If your single, you will live in the barracks for the first year or so. Depending on your base and their commanders policiy. No guns in the dorm period. Must have them in the armory or a friends house. I say leave them with mom and pops till you get to know folks you can trust or put them in the armory. The dorms are nice. Two to a room but its a good time.

    You will meet some of the best folks in the world in the military. I have friends all over the country and have been blessed with alot of close friends that I would of never had the privelage of meeting had I not joined. Its a brotherhood and a family for sure. Thats what Im gonna miss when I retire.

    If your married, then times will be tough. If you want to live the rich life, the military isnt the place to join. You will make enough to get by the first few years but thats it. Supporting a family of 3 like I did when I joined was tough. I had to work 2 jobs to keep afloat. But as time goes by you will make rank and the burden will be eased a bit. Family housing is available and I say by all means take it if your married. Living on the economy is rough for a new guy.

    Go to school when you get in. Take classes as soon as possible. Dont wait like I did. Well, I had to wait cause I worked 2 jobs for the first 7 years I was in. That was rough. Anyway, take advantage of what the military has to offer for college degrees.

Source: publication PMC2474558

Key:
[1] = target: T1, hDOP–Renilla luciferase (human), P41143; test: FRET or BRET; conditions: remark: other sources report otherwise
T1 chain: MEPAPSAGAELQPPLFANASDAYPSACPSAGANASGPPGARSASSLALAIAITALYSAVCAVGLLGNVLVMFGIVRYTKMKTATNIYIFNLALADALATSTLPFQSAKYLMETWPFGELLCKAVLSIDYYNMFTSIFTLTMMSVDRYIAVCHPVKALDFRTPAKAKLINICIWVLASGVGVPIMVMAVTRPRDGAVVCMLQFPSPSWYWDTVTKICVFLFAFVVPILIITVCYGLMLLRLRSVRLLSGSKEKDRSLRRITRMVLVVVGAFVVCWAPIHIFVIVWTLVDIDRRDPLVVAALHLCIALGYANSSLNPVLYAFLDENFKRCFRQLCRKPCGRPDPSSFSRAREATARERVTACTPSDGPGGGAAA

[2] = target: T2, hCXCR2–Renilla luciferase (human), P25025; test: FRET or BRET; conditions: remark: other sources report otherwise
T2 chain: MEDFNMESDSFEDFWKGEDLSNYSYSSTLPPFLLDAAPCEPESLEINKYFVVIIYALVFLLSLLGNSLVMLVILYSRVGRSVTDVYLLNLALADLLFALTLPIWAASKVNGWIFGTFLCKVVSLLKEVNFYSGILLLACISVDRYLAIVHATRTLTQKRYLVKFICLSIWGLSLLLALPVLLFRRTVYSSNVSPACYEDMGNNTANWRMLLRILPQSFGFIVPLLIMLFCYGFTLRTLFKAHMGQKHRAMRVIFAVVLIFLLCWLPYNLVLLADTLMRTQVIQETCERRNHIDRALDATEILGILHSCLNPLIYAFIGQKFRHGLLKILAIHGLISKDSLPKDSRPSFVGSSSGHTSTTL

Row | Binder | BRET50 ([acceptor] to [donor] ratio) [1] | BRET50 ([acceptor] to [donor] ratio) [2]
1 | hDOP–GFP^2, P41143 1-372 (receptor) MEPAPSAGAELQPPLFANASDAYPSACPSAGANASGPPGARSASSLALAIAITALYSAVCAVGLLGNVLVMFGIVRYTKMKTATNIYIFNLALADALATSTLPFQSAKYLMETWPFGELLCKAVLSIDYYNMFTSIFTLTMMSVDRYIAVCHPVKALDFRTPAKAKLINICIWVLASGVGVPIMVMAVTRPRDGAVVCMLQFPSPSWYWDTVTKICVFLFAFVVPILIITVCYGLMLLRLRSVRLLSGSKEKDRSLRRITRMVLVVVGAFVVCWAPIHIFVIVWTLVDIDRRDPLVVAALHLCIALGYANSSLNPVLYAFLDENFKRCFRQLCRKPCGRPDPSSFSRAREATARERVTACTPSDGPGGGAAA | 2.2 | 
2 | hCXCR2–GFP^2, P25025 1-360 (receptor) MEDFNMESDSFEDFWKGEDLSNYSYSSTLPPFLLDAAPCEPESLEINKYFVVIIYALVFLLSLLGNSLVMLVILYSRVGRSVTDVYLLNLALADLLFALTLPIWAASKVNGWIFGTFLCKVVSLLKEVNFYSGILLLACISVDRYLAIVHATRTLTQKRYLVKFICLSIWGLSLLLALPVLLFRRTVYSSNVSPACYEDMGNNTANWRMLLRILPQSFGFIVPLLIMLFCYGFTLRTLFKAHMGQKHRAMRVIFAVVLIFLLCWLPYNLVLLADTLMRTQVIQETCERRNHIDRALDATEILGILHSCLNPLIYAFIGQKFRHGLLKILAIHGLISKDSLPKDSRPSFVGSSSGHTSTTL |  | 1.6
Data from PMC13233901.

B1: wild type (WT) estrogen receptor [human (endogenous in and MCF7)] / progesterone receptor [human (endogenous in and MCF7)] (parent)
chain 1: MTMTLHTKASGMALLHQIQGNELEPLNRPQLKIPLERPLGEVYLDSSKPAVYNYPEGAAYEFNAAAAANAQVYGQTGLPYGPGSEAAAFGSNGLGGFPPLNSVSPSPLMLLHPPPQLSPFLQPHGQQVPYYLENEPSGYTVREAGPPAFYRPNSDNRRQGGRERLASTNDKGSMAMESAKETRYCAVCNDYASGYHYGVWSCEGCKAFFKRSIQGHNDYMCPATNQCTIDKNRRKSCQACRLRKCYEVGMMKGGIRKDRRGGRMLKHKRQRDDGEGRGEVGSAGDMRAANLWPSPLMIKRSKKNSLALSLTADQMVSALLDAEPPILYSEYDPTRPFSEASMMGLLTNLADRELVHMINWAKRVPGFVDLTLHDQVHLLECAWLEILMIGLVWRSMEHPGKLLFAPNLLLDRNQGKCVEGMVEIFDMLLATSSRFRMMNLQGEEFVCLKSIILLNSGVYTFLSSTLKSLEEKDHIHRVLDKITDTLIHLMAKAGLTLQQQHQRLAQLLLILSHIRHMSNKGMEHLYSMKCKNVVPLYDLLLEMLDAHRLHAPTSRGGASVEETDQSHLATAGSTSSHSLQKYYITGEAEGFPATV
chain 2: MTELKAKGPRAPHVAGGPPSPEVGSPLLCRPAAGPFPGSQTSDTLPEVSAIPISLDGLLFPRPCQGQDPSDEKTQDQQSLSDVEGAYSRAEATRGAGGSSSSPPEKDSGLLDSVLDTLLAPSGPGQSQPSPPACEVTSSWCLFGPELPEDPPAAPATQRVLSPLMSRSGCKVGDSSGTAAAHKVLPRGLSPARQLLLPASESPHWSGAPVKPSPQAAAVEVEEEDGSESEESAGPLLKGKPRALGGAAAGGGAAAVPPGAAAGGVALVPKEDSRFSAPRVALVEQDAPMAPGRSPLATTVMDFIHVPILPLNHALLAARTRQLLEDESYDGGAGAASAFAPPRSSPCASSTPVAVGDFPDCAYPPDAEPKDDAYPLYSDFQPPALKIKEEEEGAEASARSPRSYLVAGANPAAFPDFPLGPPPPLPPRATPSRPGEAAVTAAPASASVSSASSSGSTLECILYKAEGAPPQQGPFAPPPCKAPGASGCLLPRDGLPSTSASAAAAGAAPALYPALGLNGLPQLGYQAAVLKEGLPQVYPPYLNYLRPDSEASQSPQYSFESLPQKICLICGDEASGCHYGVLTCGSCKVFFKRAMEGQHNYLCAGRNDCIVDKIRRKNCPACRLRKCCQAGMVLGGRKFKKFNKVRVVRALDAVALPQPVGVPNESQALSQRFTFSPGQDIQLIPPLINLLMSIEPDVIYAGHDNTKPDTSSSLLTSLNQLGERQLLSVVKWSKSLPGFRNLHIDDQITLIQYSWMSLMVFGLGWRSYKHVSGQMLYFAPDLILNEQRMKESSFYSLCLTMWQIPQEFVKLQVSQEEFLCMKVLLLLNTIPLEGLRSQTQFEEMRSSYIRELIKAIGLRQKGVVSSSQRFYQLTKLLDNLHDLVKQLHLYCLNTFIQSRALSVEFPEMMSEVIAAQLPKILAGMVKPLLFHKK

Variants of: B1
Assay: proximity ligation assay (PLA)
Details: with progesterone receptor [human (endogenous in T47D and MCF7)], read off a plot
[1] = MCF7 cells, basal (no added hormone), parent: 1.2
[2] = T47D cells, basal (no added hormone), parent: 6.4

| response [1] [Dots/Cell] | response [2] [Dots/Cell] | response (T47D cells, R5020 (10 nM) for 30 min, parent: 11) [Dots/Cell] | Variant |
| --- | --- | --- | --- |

Overall, the Air Force in my opinion is the best of all the services to join if you want a semi-normal life. Yea, we get pampered to a point. When we go TDY we stay in hotels and dorms. When the grunts go TDY they stay in the field. When the Navy goes TDY they sleep in boats. Your choice.
     
  12. Sean Smith

    Sean Smith Member

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    USMA '95, better part of 6 years in the Army, over 1/2 of that overseas.

    Let me point out the obvious:

    If you enlist, you will barely be paid at all for the first few years. If you become an officer, you will make more money, but still be substantially underpaid for your education level. Aside from making more money and having fewer people outrank you, being an officer isn't easier unless you are a dirtbag and shirk your responsibilities.